Co-Facilitators Issue Zero Draft of Ocean ‘Call for Action’
Photo by IISD/ENB | Kiara Worth
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The co-facilitators for the preparatory process for the UN Ocean Conference have circulated the zero draft of the Call for Action, titled 'Our Oceans, Our Future.' The draft will be considered at the first round of intergovernmental consultations from 20-22 March 2017, in New York, US.

10 March 2017: The co-facilitators for the preparatory process for the UN Ocean Conference have circulated the zero draft of the ‘Call for Action,’ which will be negotiated ahead of the Conference for adoption by UN Member States. The draft text, titled ‘Our Oceans, Our Future: Call for Action,’ notes that results from the Conference should be submitted as an input to the UN High-level Political Forum on Sustainable Development (HLPF) to contribute to the follow-up and review process of the 2030 Agenda for Sustainable Development.

The UN Ocean Conference, also called the ‘High-level UN Conference to Support the Implementation of Sustainable Development Goal (SDG) 14: Conserve and sustainably use the oceans, seas and marine resources for sustainable development’, will convene from 5-9 June 2017, in New York, US. The Conference will include eight plenary meetings, a special event commemorating World Oceans Day, and seven partnership dialogues. It will result in three outcomes: an intergovernmental declaration in the form of the Call for Action; summaries of the partnership dialogues; and a list of voluntary commitments supporting implementation of SDG 14.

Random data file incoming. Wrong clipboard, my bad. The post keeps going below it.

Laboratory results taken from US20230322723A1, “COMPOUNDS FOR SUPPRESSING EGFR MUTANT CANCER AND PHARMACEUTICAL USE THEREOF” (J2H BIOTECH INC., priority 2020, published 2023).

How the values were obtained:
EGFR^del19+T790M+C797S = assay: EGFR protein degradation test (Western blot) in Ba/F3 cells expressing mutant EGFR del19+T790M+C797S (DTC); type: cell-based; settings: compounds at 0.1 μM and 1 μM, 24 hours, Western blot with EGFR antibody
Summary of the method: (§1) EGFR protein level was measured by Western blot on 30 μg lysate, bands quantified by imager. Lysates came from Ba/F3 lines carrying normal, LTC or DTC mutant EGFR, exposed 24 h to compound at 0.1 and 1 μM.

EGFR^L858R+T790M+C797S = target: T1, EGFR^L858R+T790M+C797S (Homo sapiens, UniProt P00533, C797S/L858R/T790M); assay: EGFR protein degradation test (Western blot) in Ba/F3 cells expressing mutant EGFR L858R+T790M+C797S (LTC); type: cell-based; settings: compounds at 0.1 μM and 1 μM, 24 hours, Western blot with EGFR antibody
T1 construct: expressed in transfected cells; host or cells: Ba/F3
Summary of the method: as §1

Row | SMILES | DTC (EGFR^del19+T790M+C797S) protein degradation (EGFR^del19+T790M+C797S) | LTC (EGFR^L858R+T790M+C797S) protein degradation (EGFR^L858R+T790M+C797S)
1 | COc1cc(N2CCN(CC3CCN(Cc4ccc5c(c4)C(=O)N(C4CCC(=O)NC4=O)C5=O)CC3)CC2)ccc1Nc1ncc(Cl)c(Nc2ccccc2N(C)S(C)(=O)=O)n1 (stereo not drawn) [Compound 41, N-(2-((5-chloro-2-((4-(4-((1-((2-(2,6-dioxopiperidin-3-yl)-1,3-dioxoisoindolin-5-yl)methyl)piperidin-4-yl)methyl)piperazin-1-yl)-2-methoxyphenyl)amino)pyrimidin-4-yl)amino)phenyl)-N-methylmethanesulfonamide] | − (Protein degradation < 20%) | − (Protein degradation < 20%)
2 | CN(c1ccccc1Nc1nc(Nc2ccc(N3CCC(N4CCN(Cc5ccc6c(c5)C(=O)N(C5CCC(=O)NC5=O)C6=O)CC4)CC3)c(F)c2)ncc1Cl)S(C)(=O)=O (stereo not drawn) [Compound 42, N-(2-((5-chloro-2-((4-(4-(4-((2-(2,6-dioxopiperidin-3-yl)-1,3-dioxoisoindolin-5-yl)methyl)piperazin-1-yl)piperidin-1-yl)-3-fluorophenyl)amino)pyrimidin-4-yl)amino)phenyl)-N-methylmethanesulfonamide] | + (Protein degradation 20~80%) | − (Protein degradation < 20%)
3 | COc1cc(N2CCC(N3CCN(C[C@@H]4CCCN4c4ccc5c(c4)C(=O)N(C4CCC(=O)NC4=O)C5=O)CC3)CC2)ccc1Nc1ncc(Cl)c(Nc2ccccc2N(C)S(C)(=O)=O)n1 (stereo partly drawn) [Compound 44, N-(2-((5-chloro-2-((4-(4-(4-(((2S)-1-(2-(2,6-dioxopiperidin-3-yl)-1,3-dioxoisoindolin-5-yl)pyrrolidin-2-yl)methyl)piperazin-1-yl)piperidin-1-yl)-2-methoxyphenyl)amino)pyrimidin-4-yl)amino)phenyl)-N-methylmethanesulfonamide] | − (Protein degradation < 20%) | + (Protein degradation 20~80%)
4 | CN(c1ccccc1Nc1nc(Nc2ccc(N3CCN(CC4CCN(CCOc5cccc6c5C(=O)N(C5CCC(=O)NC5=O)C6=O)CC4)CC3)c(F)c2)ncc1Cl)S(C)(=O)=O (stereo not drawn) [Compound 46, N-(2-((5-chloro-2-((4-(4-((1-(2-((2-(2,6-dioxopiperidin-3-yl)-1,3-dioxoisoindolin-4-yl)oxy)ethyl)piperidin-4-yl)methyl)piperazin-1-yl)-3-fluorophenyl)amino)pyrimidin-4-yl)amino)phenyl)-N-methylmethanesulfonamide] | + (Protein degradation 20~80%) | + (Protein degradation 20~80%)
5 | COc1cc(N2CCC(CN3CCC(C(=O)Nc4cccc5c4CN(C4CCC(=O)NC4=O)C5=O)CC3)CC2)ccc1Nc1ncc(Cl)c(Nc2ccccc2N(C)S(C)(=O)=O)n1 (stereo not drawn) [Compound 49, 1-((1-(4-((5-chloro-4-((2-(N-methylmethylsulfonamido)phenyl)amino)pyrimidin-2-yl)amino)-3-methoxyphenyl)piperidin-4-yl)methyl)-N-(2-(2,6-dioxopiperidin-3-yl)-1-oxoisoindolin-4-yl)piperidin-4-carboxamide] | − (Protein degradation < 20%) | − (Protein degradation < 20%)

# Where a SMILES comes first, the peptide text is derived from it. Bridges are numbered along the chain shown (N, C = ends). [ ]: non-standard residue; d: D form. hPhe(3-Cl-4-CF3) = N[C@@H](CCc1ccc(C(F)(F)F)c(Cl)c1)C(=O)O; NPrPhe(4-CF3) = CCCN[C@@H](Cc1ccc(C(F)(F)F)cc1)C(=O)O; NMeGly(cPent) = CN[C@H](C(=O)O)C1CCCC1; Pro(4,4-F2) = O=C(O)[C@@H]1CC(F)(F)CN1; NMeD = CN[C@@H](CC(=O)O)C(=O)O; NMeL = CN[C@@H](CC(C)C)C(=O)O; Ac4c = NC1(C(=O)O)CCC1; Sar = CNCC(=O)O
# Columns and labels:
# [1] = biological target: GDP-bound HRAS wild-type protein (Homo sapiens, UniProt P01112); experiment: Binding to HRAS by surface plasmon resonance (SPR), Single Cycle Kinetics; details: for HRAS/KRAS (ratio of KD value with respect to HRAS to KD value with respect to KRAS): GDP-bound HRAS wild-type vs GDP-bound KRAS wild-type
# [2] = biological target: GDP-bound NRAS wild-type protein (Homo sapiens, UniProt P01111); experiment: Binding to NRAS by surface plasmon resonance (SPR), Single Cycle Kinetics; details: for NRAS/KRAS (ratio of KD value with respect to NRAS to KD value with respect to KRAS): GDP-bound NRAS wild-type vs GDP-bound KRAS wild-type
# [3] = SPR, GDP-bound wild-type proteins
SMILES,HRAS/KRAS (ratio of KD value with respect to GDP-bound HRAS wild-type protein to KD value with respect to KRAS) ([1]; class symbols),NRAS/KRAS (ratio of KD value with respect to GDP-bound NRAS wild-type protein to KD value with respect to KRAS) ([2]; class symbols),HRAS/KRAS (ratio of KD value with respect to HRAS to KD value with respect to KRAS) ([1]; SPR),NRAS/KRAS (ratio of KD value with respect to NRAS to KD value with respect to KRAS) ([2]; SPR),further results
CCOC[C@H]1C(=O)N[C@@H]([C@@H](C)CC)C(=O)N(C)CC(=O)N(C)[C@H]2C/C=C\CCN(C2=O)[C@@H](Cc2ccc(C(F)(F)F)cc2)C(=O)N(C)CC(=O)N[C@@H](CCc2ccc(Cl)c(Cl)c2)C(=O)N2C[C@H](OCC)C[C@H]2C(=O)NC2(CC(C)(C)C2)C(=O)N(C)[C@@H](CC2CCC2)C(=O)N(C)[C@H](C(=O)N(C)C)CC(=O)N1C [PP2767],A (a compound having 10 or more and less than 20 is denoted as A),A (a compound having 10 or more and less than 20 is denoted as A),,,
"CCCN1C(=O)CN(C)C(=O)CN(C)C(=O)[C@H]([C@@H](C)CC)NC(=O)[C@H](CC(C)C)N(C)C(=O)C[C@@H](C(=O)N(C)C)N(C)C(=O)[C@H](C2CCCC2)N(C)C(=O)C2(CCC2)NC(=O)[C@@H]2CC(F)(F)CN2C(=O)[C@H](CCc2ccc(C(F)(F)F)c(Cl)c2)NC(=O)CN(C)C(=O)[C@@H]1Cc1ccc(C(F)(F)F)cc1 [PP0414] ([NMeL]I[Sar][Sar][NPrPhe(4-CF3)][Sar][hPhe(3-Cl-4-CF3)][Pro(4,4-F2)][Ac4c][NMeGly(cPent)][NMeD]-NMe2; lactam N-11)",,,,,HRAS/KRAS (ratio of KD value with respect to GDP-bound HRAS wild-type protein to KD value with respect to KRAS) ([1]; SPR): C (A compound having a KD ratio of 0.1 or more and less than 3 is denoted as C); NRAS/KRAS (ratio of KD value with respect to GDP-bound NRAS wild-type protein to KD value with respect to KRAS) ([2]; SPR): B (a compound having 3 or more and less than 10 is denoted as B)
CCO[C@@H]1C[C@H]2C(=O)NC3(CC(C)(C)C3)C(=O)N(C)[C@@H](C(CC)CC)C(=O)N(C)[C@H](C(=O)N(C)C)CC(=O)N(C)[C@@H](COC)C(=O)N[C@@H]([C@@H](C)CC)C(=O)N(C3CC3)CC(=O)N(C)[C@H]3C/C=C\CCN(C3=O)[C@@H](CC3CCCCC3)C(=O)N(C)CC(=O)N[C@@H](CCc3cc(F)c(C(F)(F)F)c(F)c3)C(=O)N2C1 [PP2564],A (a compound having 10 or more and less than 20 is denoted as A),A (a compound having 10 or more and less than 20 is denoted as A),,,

The zero draft was prepared by co-facilitators for the preparatory process, Àlvaro Mendonça e Moura, Permanent Representative of Portugal, and Burhan Gafoor, Permanent Representative of Singapore, following discussions during a preparatory meeting for the Conference held from 15-16 February 2017. The text will be considered at intergovernmental consultations convening from 20-22 March 2017, in New York, US.

The text notes that measures to implement SDG 14 should build upon, and not duplicate or undermine, existing legal instruments, processes or entities. It highlights the importance of consistency with international law, as reflected in the UN Convention on the Law of the Sea (UNCLOS), which provides the legal framework for all the activities in the oceans and seas. The text also outlines the need to step up discussions on the development of an international legally binding instrument on the conservation and sustainable use of marine biological diversity of areas beyond national jurisdiction (BBNJ) under UNCLOS so that the UN General Assembly (UNGA) can decide on the convening and on the start date of an intergovernmental conference on this instrument by the end of its 72nd session.